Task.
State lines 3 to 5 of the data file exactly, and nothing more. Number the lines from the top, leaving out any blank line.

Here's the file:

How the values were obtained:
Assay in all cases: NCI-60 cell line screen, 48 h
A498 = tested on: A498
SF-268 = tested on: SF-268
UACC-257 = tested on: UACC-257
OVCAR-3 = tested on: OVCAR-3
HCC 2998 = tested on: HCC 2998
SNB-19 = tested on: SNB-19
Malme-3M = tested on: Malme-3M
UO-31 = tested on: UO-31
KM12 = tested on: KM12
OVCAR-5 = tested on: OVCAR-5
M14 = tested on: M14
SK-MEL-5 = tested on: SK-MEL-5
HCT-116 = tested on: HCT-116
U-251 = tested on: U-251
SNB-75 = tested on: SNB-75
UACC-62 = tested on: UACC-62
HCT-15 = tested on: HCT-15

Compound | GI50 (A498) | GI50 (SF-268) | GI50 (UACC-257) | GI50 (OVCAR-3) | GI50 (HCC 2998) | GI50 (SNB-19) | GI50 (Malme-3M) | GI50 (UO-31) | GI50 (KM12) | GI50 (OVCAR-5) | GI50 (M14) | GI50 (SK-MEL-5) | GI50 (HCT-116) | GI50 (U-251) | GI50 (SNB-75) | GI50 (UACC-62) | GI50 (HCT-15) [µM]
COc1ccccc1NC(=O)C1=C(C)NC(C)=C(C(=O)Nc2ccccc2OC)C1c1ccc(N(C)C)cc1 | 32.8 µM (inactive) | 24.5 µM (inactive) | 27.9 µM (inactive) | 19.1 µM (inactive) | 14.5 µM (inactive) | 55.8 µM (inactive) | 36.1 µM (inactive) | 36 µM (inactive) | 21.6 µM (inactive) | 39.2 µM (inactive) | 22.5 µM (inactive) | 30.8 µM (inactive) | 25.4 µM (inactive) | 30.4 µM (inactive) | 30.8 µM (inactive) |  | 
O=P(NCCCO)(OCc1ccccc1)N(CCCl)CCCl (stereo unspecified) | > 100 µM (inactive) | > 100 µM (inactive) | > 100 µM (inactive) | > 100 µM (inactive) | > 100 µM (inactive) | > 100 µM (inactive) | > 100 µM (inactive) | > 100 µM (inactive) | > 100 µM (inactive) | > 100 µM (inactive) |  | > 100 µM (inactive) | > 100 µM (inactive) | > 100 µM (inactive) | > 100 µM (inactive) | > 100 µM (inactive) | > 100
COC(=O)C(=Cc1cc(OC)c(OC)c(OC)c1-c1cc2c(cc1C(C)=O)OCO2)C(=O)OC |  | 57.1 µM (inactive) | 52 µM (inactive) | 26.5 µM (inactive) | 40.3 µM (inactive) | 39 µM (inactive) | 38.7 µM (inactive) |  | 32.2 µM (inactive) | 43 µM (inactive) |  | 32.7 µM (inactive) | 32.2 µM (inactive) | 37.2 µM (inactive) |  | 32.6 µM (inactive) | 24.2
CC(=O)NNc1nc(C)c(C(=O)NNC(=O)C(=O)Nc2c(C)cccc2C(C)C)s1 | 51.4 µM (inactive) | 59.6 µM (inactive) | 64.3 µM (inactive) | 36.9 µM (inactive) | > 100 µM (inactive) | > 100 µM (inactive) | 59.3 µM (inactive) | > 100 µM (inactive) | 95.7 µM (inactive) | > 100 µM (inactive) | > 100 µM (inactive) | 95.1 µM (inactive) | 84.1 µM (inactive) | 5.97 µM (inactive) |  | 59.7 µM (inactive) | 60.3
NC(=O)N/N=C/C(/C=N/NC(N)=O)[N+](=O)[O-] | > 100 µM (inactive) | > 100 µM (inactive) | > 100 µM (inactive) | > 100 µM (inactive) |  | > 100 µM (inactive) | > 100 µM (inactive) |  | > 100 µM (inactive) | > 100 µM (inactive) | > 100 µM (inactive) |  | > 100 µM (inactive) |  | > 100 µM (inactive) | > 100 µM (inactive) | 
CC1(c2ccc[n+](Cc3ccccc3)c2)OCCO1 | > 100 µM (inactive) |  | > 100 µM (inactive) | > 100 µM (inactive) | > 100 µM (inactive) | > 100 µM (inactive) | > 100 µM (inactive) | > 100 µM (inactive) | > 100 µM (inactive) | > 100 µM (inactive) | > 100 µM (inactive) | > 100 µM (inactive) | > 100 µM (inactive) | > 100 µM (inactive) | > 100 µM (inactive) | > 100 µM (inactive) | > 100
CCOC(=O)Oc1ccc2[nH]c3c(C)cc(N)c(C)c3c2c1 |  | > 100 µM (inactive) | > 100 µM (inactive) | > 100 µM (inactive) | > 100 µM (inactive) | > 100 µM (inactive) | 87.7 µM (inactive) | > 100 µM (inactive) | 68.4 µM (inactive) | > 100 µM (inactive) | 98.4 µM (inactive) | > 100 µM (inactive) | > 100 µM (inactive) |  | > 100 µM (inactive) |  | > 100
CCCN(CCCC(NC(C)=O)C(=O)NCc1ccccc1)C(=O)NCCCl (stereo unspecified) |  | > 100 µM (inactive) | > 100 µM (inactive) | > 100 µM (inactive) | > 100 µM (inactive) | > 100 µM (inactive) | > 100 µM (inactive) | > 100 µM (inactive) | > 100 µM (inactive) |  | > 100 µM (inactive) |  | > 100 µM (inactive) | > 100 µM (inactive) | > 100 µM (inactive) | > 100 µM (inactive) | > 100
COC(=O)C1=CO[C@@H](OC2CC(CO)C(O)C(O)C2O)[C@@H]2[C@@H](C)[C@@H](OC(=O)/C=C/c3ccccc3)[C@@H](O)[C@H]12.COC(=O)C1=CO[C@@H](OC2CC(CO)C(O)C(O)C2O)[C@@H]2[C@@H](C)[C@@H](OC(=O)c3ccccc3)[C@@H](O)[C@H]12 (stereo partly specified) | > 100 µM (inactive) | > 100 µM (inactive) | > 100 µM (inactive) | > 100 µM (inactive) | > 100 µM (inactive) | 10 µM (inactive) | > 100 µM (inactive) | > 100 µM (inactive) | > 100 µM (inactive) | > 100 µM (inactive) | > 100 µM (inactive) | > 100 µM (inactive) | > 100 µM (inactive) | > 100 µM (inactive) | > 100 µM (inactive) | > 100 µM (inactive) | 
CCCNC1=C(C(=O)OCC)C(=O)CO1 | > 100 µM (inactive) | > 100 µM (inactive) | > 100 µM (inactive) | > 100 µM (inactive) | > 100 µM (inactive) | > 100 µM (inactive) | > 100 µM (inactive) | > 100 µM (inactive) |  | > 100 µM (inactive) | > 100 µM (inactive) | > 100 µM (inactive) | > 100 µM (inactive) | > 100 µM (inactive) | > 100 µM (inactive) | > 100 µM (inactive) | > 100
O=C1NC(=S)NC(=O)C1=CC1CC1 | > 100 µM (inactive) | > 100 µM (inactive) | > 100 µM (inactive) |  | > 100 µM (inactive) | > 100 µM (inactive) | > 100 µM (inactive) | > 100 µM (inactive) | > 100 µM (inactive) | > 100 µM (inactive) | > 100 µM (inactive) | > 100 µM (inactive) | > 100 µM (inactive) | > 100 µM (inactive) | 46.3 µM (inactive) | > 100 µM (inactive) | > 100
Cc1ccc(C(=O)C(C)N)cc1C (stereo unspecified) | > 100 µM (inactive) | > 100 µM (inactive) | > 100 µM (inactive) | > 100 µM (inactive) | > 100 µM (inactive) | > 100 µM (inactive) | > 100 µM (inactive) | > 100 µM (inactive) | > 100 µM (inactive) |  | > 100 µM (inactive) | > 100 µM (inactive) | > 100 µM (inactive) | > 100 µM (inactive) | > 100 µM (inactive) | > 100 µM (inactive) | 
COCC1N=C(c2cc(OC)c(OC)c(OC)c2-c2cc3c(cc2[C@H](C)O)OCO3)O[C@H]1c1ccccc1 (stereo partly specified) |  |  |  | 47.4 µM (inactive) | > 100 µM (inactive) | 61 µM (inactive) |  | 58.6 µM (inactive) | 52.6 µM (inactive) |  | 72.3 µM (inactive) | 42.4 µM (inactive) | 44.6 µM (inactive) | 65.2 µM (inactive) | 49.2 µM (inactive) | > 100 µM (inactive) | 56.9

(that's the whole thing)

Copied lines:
A498 = tested on: A498
SF-268 = tested on: SF-268
UACC-257 = tested on: UACC-257